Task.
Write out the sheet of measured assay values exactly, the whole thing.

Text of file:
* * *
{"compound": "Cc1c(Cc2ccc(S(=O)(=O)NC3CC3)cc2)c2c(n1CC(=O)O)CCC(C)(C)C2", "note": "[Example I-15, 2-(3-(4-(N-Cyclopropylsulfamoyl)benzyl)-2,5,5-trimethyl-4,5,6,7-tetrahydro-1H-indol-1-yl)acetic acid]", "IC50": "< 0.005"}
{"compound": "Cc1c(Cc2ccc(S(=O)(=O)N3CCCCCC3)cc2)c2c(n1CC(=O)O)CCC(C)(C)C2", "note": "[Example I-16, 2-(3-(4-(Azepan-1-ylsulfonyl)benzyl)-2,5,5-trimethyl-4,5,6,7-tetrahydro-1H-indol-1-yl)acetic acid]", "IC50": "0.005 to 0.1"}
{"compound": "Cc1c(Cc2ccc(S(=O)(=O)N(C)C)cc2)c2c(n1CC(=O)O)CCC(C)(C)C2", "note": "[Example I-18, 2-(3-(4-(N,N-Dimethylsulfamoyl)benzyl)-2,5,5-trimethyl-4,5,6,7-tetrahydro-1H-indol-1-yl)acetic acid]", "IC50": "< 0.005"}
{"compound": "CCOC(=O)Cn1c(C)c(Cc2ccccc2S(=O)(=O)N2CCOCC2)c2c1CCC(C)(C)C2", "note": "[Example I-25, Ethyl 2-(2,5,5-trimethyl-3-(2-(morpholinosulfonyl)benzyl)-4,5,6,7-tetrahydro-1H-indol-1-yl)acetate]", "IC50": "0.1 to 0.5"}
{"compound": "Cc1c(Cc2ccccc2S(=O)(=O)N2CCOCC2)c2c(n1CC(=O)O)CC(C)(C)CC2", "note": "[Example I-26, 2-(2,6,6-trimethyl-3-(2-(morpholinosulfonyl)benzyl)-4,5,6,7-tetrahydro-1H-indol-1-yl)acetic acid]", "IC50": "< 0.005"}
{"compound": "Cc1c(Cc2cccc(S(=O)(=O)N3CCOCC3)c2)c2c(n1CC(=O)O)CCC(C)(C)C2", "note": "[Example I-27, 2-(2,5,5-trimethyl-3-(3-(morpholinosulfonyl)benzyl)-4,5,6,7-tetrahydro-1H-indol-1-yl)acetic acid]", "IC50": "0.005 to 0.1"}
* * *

{"compound": "Cc1c(Cc2ccc(S(=O)(=O)NC3CC3)cc2)c2c(n1CC(=O)O)CCC(C)(C)C2", "note": "[Example I-15, 2-(3-(4-(N-Cyclopropylsulfamoyl)benzyl)-2,5,5-trimethyl-4,5,6,7-tetrahydro-1H-indol-1-yl)acetic acid]", "IC50": "< 0.005"}
{"compound": "Cc1c(Cc2ccc(S(=O)(=O)N3CCCCCC3)cc2)c2c(n1CC(=O)O)CCC(C)(C)C2", "note": "[Example I-16, 2-(3-(4-(Azepan-1-ylsulfonyl)benzyl)-2,5,5-trimethyl-4,5,6,7-tetrahydro-1H-indol-1-yl)acetic acid]", "IC50": "0.005 to 0.1"}
{"compound": "Cc1c(Cc2ccc(S(=O)(=O)N(C)C)cc2)c2c(n1CC(=O)O)CCC(C)(C)C2", "note": "[Example I-18, 2-(3-(4-(N,N-Dimethylsulfamoyl)benzyl)-2,5,5-trimethyl-4,5,6,7-tetrahydro-1H-indol-1-yl)acetic acid]", "IC50": "< 0.005"}
{"compound": "CCOC(=O)Cn1c(C)c(Cc2ccccc2S(=O)(=O)N2CCOCC2)c2c1CCC(C)(C)C2", "note": "[Example I-25, Ethyl 2-(2,5,5-trimethyl-3-(2-(morpholinosulfonyl)benzyl)-4,5,6,7-tetrahydro-1H-indol-1-yl)acetate]", "IC50": "0.1 to 0.5"}
{"compound": "Cc1c(Cc2ccccc2S(=O)(=O)N2CCOCC2)c2c(n1CC(=O)O)CC(C)(C)CC2", "note": "[Example I-26, 2-(2,6,6-trimethyl-3-(2-(morpholinosulfonyl)benzyl)-4,5,6,7-tetrahydro-1H-indol-1-yl)acetic acid]", "IC50": "< 0.005"}
{"compound": "Cc1c(Cc2cccc(S(=O)(=O)N3CCOCC3)c2)c2c(n1CC(=O)O)CCC(C)(C)C2", "note": "[Example I-27, 2-(2,5,5-trimethyl-3-(3-(morpholinosulfonyl)benzyl)-4,5,6,7-tetrahydro-1H-indol-1-yl)acetic acid]", "IC50": "0.005 to 0.1"}